In this series, I am going to talk about how to add support for REST APIs with projects built in App Studio. If you have never used App Studio before, I would recommend taking a quick look at some of the documentation and videos. You can check out the “How to” page, the “Sample Apps Page”, or just start exploring the App Studio Website. Additionally, a coworker of mine, Joshua Drew, has a pretty good post on an introduction to App Studio, here. If you would prefer to follow this post in video, you can it on youtube here.
All in all, App studio is a quick and easy tool to build Windows Phone 8 Apps and/or Universal Apps that support both Windows Phone 8.1 and Windows 8.1. Furthermore, one of the greatest benefits of App Studio, is that you can actually download the source code for your project in C# and XAML, and then extend from there. That means that you can build something in App Studio quickly, download the source code, and then add on in code. Being able to add on to an App Studio Project is what got me thinking about the possibility of extending it to add support for REST APIs. In my first couple of posts and demos, I will be working with data about movies from the Rotten Tomatoes API. I would recommend that you check out my previous post on the Rotten Tomatoes API to get a feel for the API as well as to sign up for your API Key. It is not required to use this API, but it will make following along with the demo easier.
My plan is to use App Studio to set up a shell that will take care of a lot of the tedious work, the layout, the data binding, the structure of the bound objects, etc. We will be creating a dynamic collection that typically App Studio stores for you. Because it sets all of that work up, we will just need to go into the source code and change the source of the data from the database that App Studio stores for us, to information coming back from an API. That’s the basic idea here, so let’s go ahead and get started at the App Studio Website.
If you aren’t already, go ahead and click sign in at the top right. After you have done so, let’s go ahead and click on “Start" New Project”. From there, we will have the choice to create an empty app or start from a template, but we are just going to start with an empty app. So, go ahead and select the “Empty App” option.
Then, click “Create”.
And then we will be brought to the content page, where will add all of the content to our page. We are going to keep this “shell” very simple by just adding one dynamic collection. So go ahead and click to add a collection at the bottom of the page.
The “Add Collection Section” menu will pop up next. You will need to give it a name (remember it too because we will reference that name in code). I am going to name my section, “In Theaters”, because I will be displaying a list of movies that are currently in Theaters from the RT API. Along the same lines, I will edit the columns of my collection to include Title, Rating, ImageUrl, and Synopsis as shown below where all are strings except the ImageUrl, which is of type image. Once you have that, go ahead and click “Confirm”.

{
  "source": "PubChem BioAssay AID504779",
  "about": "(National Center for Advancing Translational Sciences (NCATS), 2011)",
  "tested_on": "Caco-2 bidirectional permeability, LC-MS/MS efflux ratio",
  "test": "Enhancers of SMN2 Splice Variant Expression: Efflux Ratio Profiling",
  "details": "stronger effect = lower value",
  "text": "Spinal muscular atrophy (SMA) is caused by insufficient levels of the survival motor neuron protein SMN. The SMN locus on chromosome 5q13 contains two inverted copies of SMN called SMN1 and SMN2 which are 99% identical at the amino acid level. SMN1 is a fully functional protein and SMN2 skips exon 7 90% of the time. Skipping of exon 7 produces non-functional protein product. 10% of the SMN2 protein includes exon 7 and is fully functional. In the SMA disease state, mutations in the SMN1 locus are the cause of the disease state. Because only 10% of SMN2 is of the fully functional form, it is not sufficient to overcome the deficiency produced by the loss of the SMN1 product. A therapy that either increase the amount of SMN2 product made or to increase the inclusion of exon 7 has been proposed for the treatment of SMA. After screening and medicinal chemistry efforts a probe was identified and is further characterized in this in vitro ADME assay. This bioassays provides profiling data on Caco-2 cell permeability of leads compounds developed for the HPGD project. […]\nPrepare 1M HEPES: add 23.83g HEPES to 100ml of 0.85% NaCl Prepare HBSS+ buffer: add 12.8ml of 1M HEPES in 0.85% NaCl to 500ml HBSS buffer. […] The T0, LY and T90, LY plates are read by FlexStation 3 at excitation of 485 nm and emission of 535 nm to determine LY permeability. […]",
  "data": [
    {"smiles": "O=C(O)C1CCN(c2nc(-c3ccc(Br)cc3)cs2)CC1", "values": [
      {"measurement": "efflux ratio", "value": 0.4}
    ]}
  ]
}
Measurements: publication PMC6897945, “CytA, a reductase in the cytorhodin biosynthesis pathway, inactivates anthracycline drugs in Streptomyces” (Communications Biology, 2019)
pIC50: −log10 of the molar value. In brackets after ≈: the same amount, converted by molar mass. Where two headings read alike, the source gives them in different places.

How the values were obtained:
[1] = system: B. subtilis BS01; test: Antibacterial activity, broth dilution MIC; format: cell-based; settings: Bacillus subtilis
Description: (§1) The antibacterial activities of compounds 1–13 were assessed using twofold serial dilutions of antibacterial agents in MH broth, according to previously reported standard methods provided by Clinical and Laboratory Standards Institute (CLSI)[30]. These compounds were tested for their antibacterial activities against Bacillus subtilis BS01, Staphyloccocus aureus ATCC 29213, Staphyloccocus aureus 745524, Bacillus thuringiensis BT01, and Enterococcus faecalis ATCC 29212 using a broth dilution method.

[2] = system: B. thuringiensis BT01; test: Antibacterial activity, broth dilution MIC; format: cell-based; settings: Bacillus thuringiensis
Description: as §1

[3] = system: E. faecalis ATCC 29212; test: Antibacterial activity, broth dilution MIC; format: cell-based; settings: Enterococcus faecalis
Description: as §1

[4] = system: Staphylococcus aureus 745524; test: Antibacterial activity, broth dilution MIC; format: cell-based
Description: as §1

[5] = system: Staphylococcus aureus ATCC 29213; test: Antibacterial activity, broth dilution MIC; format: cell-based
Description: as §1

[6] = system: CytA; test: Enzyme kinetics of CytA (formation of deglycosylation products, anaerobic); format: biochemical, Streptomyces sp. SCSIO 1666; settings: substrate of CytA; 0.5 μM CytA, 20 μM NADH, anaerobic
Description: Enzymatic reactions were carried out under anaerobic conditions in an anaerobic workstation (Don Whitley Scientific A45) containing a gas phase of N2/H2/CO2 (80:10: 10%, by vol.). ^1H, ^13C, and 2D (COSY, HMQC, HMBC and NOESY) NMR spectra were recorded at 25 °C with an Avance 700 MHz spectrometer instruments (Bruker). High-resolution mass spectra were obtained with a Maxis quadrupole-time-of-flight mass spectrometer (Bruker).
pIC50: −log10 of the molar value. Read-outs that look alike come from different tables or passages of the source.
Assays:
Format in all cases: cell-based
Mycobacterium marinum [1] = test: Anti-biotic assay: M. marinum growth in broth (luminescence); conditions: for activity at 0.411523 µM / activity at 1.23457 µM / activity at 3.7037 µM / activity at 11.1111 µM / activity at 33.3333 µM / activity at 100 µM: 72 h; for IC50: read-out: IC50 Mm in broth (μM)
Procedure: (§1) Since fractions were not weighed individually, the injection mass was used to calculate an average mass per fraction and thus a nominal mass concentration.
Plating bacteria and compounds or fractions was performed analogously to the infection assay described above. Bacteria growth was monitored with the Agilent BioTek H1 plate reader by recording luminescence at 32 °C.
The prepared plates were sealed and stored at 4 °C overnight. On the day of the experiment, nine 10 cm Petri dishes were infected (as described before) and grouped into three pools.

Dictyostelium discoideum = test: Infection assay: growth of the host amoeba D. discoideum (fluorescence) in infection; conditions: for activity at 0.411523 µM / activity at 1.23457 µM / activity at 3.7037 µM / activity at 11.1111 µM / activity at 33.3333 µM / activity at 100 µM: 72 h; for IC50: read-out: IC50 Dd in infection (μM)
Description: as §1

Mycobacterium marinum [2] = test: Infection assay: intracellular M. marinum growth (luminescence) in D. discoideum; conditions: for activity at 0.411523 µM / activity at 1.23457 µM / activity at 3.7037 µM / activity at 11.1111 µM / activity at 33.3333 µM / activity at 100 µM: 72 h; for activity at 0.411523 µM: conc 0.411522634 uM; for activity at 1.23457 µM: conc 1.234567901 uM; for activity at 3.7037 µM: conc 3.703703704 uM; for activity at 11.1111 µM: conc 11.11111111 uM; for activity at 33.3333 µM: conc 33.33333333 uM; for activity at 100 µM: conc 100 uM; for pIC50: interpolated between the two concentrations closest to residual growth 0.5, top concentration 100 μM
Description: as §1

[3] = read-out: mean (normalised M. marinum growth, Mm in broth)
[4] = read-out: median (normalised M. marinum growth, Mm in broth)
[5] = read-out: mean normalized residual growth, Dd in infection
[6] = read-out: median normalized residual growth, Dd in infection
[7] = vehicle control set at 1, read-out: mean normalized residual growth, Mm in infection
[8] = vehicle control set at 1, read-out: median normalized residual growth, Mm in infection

Now that we have that section added to our project as shown below, we want to click “Save”, and then click to edit our new section.
Here we will be changing the layout of our section as well its data bindings.
My “In Theaters” section will have two pages; a list of movies, displaying the title, rating, and image, and a details page, displaying the title, synopsis, and image, of a selected movie. The first page is already selected, so you can go down to the bottom “Bindings section, to change the bindings appropriately. Title should be set to Context.Title, Subtitle to Context.Rating, and Image to Context.ImageUrl as shown below. Additionally, I have chosen a layout (fourth from the left) that I fee fits most accurately. You could choose any of these, but keep in mind, that the controls for data binding might change too.
Now, we similarly change the details page that will display information about a selected movie. Choose one of the layouts, and then set the Title to Context.Title, the Description to Context.Synopsis, and the Image to Context.ImageUrl. Keep in mind again, that if you use a different layout than the one I am using there might not be the same bindings available.
Once you have the layout and bindings set for both of those pages, you can go ahead and click to save your project.
Now, there is a ton more that we could do in App Studio at this point, but I am just focusing on building the simple shell that we talked about earlier. This is all we need for that shell at this point, so go ahead and click on “Finish” in the top right now.
Then, click generate.
Choose to target both platforms as shown below.
Once App Studio is done generating your source code, you can download it at the bottom of the page by clicking “Download Source Code”. Then click the downward arrow to the left of the stuff about Visual Studio.
Then click “Download”.
Once you click to download, you be given the option to save, so go ahead and save the zip file somewhere you can find it. Then, go ahead and extract the files from that folder, and if you look inside, you should find a Visual Studio Solution like so.
Check out Part 2, where we will open the project in Visual Studio and start making the necessary changes to add REST API support for the Rotten Tomatoes API.
As always comment below with questions, comments, or concerns, and feel free to follow me on twitter @jquickwit.